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Phoenix Garage prints electric motorcycle parts at Idea2Product

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Motorcycle

Phoenix Garage’s  electric motorcycle
Photo by Steve Koehmstedt

Electric motorcycles, cars, and green technologies. These advanced projects are the backbone of Phoenix Garage, a non-profit that provides at-risk students in Fort Collins engineering and job skills. Headed by Steve Koehmstedt, Phoenix Garage allows students to interact alongside engineering experts, including the 3D printing professionals at Idea2Product’s lab. The 3D printing lab is available to companies and individuals alike, and Phoenix Garage utilizes the lab for their own students and projects.

Sprocket Prototype

Sprocket prototype

“We get great help from the students at the lab,” Steve said of Idea-2-Product. Steve and his students visit the lab regularly to print sprocket parts for their electric motorcycle project. “Working with the 3D printers provides real world experience. Working on campus gives these students college experience. It gives them a handle on what they could be in five years.” To Steve, Idea2Product is not a tour for the students, but a hands on learning experience.

Working on Motorcycle

A student works on the sprocket system of the motorcycle
Photo by Steve Koehmstedt

Phoenix Garage’s projects can be time-consuming, and the company has used Idea2Product’s 3D printers for a year. “Right now we are converting our electric motorcycle from a chain-and-sprocket to a belt-and-sprocket system,” Steve said as he guided a student on the 3D printer. “We always do a physical model, typically from a foam core or cardboard, that fits on the motorcycle first. Then we model it in 3D, print, and refine it.” Steve said the 3D printers provide a far better range. “We can be more efficient. We are finding that kids learn technological and fabrication skills, discipline, and patience through this program.”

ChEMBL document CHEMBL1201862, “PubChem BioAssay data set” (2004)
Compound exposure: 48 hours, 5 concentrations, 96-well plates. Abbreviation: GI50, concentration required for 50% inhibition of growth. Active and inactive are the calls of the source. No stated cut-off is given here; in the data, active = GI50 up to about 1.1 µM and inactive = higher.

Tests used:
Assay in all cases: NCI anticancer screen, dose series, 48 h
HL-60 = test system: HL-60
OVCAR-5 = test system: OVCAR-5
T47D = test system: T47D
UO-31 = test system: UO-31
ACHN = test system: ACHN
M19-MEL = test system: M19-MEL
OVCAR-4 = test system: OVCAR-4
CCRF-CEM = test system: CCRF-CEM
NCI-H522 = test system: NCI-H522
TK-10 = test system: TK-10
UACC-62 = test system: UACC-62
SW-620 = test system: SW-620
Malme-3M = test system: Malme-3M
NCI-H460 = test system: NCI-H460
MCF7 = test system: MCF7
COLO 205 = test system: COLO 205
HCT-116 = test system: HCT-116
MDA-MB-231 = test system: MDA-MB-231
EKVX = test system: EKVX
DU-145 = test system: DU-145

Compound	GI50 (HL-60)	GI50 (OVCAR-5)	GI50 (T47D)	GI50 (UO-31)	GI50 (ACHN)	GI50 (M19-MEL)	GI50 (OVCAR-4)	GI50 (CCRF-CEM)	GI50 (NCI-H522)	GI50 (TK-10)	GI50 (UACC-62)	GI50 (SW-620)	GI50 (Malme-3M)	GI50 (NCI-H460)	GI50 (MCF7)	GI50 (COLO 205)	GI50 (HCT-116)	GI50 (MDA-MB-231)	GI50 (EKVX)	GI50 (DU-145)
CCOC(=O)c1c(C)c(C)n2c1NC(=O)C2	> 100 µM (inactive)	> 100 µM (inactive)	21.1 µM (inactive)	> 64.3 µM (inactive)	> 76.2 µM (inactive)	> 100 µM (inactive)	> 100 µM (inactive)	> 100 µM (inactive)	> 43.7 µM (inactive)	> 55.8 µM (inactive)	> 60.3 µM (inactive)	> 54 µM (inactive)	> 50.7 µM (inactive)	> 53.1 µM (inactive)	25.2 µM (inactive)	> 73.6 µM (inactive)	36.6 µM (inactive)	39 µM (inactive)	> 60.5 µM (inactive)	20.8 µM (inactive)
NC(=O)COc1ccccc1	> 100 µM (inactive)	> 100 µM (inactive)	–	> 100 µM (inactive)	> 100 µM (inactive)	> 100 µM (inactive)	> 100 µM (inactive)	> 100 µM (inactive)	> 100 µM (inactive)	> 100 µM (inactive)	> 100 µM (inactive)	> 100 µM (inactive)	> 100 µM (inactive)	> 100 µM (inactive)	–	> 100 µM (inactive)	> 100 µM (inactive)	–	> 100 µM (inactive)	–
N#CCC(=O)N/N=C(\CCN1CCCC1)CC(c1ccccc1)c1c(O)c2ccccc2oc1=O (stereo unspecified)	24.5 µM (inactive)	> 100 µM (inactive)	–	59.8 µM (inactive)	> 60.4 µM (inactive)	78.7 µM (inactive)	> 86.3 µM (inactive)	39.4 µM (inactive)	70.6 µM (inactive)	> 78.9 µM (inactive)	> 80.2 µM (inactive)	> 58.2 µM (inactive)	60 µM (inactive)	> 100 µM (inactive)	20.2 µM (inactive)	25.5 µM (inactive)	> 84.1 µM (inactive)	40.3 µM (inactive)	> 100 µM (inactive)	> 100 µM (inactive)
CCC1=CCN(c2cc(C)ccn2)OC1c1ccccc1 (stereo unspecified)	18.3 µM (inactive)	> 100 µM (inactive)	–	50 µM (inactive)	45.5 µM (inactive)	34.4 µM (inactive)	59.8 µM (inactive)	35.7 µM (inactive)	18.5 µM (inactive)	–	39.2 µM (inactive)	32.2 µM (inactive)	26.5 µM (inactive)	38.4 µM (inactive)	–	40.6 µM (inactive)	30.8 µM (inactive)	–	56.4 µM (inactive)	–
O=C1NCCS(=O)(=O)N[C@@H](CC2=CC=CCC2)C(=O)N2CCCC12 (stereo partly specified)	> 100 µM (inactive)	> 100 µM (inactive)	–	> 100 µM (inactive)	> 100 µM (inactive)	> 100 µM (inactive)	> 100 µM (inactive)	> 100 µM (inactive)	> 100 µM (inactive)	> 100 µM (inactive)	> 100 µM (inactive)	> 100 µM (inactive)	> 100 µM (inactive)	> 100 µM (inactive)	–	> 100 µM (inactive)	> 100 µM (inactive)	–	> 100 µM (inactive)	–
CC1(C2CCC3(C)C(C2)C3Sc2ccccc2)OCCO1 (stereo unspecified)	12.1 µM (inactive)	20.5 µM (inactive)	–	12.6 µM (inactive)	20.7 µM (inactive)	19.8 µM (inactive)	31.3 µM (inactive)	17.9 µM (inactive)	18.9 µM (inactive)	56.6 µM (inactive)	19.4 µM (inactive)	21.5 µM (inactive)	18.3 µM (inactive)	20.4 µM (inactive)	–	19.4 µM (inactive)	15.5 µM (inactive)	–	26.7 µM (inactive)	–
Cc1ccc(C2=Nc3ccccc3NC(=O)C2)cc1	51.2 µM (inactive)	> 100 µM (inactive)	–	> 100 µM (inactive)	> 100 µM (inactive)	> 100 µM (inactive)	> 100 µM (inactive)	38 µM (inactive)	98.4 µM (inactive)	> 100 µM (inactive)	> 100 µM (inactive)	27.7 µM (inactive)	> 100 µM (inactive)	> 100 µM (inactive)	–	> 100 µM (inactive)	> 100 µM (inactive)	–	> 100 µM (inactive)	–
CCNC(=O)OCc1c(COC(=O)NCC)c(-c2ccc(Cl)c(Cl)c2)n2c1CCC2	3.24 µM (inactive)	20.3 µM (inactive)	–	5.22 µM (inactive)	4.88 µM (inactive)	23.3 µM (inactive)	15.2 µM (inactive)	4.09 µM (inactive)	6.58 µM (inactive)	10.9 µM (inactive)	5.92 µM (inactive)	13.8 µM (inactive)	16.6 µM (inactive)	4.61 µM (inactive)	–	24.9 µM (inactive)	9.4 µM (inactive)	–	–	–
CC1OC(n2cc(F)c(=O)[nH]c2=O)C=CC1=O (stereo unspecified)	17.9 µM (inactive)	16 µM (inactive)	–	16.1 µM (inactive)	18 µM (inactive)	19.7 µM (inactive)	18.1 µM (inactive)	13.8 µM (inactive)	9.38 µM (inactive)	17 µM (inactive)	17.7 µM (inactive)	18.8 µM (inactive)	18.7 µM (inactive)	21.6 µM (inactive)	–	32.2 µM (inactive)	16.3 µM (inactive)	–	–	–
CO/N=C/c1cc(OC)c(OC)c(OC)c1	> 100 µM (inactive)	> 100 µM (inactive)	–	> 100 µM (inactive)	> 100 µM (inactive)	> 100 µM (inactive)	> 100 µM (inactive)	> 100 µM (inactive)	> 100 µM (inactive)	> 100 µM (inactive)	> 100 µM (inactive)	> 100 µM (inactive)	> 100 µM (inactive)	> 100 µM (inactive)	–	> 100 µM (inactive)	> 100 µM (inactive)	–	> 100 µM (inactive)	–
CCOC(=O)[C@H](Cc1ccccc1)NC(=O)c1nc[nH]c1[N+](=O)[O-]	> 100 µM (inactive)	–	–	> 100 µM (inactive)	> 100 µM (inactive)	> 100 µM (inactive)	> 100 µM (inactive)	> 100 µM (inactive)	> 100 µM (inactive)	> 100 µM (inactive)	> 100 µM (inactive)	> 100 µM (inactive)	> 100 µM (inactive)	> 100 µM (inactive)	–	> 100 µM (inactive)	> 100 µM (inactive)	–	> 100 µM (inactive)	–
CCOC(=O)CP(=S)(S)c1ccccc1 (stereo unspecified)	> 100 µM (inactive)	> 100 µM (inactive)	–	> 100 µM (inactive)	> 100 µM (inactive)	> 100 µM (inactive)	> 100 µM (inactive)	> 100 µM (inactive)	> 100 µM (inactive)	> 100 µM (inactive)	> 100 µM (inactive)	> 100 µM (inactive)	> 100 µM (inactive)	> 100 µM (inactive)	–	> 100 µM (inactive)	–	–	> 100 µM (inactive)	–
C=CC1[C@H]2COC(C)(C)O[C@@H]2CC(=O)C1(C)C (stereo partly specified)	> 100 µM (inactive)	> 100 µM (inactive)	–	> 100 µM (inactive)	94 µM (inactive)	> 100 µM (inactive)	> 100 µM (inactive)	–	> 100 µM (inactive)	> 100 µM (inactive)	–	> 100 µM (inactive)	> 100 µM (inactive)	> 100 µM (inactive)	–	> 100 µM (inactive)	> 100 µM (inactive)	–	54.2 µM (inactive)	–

Even though Phoenix Garage remains small, Steve said, “Our goal is to serve and have more kids and build bigger, more complex projects, but we need to balance the cost.” Steve and his students will build an electric car after their motorcycle is completed, but the Phoenix Garage team must first locate a bigger work space where thy can construct this larger and more complex project. While the program holds as many as six kids, Steve hopes to mentor more. “There’s a reduced spirit of the value of quality,” Steve said of young people. “We need to teach kids that science and technology are important, and that there are careers there.” By utilizing the printers at Idea2Product, alongside the technologies from other supporters, those philosophies are impacting youth. A student summarized his experience at Phoenix Garage and Idea2Product by saying, “You learn how to think in this program.”

To learn more about Phoenix Garage and their projects, visit their website here